Online dating predator
John Leech thinks the situation is new, and dangerous.A local council member in Manchester, in the north of England, Leech this year launched a campaign to make online dating companies commit to keeping their users safer.But fake profiles abound, sexual predators use the sites, and some common online dating behavior—like meeting alone after scant acquaintance, sharing personal information, and using geolocation—puts users at risk.Dating companies are being pushed to better protect users, but some seem reluctant to do more— or even to talk about whether there’s a problem.
The National Intimate Partner and Sexual Violence Survey, conducted by the US government, last collected data in 2011 and will publish an update this year, but doesn’t ask questions about online dating.Nevertheless, while app-related assaults were still rare, they were rising fast enough for the NCA to flag the emergence of “a new type of sexual offender.” Usually a man, he’s less likely than other sexual offenders to have committed any kind of crime before, but instead exploits the “ease of access and arm-chair approach” to meeting people that dating sites enable.Of course, sexual assaults related to online dating may be on the rise just because online dating itself is on the rise.Women had flagged Lawrence to the site, but no single entity had been able to “join the dots” and prevent crimes taking place, he said. In an article in 2013 for Consumers Digest, Mandy Ginsberg, Match’s CEO, is quoted as saying: ”is no different than society.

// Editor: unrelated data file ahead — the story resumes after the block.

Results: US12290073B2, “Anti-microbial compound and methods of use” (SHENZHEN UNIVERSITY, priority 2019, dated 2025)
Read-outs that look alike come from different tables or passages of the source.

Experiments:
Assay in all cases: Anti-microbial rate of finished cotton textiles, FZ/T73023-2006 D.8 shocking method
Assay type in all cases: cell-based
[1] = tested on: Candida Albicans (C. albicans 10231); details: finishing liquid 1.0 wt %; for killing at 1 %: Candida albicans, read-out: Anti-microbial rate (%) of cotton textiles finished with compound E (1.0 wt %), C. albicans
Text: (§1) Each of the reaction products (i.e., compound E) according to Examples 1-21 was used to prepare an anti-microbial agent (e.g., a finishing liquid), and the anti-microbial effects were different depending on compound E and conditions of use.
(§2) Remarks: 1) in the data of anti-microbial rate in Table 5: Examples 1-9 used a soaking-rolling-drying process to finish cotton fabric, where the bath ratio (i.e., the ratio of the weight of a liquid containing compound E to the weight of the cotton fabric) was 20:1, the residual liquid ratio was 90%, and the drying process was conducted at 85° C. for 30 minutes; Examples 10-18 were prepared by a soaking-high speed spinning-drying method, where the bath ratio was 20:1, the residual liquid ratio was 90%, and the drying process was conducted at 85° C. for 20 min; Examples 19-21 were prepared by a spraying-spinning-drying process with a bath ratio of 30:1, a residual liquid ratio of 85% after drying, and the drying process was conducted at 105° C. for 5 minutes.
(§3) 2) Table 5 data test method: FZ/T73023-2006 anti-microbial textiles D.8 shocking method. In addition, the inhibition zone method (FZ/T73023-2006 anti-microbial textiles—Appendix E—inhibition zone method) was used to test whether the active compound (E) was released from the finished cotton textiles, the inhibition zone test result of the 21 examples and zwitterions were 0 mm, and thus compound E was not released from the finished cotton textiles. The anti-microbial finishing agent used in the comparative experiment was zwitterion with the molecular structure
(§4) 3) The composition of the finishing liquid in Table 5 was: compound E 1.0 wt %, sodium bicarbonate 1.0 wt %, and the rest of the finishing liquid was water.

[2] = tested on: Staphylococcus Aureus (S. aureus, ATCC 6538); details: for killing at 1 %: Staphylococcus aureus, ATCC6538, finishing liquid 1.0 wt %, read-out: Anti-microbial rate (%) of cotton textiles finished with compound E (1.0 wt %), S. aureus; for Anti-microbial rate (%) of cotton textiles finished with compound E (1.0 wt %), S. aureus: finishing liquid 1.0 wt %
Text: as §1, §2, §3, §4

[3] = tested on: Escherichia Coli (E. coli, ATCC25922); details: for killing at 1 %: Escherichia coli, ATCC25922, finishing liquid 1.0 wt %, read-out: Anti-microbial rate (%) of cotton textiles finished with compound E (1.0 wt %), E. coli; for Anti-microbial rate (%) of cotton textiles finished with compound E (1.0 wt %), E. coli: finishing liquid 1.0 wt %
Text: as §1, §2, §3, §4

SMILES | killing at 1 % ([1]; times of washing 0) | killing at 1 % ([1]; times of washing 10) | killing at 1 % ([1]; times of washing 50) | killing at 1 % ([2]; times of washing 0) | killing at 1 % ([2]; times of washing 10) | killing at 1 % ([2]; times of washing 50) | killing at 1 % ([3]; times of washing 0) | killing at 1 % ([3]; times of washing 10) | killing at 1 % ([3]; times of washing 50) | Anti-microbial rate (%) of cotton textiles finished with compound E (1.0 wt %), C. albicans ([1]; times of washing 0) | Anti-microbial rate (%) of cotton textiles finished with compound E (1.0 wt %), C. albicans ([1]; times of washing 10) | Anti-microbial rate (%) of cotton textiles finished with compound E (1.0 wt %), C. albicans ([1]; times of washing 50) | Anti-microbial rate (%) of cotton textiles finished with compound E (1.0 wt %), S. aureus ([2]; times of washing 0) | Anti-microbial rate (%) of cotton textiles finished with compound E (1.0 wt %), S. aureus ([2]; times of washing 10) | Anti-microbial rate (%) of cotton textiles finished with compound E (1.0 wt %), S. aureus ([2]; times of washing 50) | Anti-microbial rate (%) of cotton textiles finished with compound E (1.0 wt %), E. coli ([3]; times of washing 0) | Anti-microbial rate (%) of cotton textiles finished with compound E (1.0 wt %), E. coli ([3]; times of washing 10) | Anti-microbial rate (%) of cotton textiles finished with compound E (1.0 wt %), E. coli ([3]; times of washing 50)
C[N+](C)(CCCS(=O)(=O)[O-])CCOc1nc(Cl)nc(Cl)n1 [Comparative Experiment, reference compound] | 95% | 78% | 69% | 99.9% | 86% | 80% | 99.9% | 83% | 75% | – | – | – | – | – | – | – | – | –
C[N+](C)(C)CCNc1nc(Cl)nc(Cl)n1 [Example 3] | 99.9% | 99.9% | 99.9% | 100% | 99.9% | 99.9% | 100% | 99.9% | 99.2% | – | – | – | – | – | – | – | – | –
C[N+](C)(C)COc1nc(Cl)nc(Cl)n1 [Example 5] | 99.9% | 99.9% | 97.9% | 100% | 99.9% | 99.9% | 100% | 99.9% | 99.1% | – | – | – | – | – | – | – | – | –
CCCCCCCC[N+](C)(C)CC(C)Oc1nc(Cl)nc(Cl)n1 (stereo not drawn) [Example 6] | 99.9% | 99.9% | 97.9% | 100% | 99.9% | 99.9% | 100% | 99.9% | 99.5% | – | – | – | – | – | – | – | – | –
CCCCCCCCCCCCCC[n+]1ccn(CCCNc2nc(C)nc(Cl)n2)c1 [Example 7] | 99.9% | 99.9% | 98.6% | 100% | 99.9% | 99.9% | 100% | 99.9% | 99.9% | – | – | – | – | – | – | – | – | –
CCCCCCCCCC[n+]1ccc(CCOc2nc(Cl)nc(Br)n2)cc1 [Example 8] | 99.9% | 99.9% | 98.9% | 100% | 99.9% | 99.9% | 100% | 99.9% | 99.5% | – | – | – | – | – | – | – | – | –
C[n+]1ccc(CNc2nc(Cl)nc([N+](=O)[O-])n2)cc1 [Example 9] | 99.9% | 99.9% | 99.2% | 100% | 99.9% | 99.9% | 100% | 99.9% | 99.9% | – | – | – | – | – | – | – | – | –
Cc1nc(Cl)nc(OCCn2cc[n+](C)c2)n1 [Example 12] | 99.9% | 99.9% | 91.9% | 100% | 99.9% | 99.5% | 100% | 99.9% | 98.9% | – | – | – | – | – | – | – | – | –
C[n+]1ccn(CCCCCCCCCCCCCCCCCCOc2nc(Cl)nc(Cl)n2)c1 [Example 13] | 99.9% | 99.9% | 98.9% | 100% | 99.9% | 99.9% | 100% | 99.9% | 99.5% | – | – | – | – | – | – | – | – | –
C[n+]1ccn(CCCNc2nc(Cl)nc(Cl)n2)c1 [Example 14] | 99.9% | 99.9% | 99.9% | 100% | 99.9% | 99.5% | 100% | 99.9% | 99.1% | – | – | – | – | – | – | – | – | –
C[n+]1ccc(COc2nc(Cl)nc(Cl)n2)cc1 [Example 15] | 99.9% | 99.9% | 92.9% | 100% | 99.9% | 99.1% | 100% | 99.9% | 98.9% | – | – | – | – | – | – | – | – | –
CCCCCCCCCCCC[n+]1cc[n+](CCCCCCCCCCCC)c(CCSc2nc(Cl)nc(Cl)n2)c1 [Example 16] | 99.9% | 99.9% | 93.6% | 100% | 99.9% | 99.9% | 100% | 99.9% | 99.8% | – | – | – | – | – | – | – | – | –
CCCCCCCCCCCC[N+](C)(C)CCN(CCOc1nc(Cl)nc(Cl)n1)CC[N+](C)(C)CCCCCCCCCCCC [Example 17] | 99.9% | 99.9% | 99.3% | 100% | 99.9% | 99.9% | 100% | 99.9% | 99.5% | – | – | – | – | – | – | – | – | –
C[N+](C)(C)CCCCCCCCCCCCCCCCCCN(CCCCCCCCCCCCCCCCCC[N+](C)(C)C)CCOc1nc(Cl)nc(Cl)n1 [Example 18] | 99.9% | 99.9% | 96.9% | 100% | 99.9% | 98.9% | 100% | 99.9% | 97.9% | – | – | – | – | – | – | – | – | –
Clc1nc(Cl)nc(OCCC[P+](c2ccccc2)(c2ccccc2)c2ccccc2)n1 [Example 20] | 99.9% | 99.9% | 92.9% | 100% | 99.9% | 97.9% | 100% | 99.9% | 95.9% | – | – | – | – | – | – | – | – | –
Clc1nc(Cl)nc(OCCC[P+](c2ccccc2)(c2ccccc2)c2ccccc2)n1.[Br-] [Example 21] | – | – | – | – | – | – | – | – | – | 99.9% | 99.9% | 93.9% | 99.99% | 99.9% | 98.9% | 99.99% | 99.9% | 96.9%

If you go out to a bar and meet someone that you don’t know, you should be careful.”But those who want to see the industry do more point out that online dating is different from society in one important sense: Users are paying to be there.
Not all countries in which sites operate have databases such as Match’s, however, and even those that exist tend to have incomplete data.